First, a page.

Actually Annie I was predicting in this hypothetical future that the living standard will plummet for everybody, Jew and Arab together due to the dysfunction of the two Palestinian parties Hamas and Fatah, both of which couldn’t run a government to save their lives. if they put a Salem Fayad in charge he could, there are talented individuals, but in order to run an economy you have to have democracy and transparency and are you expecting democracy and transparency from Fatah and Hamas?! Don’t make me laugh. They will run Isratine straight into the dirt. These people would make Netanyahu look competent. In south africa’s case the collapse of the life expectancy is due to the plague of Aids, but the collapse of the economy that i am predicting for this alternate history is due to the weakness (allergy to democracy and transparency) of the two Palestinian parties. The incremental changes that you’re talking about would not make much of a difference. i’m not talking about the emigration of a few percent. I’m talking about 10 to 20%, because the economy will tank, not reapportion the privileges, genius, but the economy will tank, because these guys from Fatah and Hamas are the three stooges when it comes to politics. and if you knew anything about politics (you know the facts when Israel is wrong, but if you knew anything about Palestinian politics), you’d admit that it won’t be Barghouti or Abunima or their ilk in charge it will be people like Dahlan and Abbas who know nepotism and not much else and they will run the machine into the dirt.

        But as Steve Forbert used to say, “it isn’t going to be that way.”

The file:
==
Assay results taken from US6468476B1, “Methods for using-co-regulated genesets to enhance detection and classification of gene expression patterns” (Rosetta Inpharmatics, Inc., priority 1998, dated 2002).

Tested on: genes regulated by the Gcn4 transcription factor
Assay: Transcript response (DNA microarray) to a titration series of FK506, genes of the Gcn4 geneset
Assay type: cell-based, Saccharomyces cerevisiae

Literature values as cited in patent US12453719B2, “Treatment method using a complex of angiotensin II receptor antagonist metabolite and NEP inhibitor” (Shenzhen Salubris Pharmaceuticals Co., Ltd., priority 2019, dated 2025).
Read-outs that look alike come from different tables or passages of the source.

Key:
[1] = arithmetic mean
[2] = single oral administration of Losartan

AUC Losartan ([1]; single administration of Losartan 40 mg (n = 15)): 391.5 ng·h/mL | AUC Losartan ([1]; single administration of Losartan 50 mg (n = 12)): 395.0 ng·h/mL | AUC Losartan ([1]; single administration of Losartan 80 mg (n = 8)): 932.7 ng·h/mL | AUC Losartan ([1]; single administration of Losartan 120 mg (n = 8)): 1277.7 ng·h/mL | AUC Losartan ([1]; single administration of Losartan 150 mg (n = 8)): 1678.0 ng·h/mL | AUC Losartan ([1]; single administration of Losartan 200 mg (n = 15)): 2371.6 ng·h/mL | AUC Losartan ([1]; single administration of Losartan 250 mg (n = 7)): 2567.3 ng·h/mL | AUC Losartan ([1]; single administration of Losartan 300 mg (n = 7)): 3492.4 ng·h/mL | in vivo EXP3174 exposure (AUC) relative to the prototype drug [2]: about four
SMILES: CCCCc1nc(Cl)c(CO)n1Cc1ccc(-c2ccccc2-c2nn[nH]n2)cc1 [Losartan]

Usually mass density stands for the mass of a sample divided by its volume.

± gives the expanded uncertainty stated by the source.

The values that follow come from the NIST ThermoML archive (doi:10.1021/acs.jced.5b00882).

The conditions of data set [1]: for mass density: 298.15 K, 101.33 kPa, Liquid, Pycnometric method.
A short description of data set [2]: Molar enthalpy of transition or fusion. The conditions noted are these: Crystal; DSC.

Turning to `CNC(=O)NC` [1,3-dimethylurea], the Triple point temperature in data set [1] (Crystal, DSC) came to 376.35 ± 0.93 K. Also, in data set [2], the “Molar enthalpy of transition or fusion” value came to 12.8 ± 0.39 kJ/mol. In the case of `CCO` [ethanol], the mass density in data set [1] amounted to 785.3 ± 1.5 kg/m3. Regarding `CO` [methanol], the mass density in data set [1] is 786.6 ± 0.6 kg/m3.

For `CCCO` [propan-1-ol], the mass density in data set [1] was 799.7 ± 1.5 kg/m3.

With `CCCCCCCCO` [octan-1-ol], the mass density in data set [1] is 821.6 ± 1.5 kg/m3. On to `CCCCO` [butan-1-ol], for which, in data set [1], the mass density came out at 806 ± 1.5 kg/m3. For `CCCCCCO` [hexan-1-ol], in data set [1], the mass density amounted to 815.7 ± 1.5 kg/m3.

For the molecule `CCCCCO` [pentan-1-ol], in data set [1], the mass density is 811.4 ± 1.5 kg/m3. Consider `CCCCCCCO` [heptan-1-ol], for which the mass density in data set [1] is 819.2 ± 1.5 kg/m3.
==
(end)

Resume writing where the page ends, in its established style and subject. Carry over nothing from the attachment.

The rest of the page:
I don’t know how it will play out, I don’t see things continuing the way they are, but you folks who discovered the Middle East on 9/11 are amateurs at analyzing this and your predictions are amateurish. and anyone with any sense would know that this thin slice of society that you are focused on : barghouti and abunimah, are not going to be the ones in charge. just like you couldn’t make heads or tails out of morsi and the brotherhood, out of assad and his weakness, you don’t really know squat about palestine politics or anything about the middle east, except to point out how the west and Israel are wrong. The dysfunction of the Arab political currents, you know nothing about.

        Bibi is leading the players: Palestinians and israelis into a cul de sac, a dead end, a blind alley and something will happen, but not what you imagine. and certainly it won’t have abunimah and omar barghouti in charge. and the sooner that you admit that you are a novice at the prediction game the better. stick to the morality issue. Israel’s policy is wrong. on that you’re right. but your predictions about what’s going to happen, you’re just like a fifteen year old.